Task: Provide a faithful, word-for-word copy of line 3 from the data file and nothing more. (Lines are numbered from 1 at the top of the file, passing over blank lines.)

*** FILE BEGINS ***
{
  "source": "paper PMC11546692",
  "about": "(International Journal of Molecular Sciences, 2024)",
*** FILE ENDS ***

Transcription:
  "about": "(International Journal of Molecular Sciences, 2024)",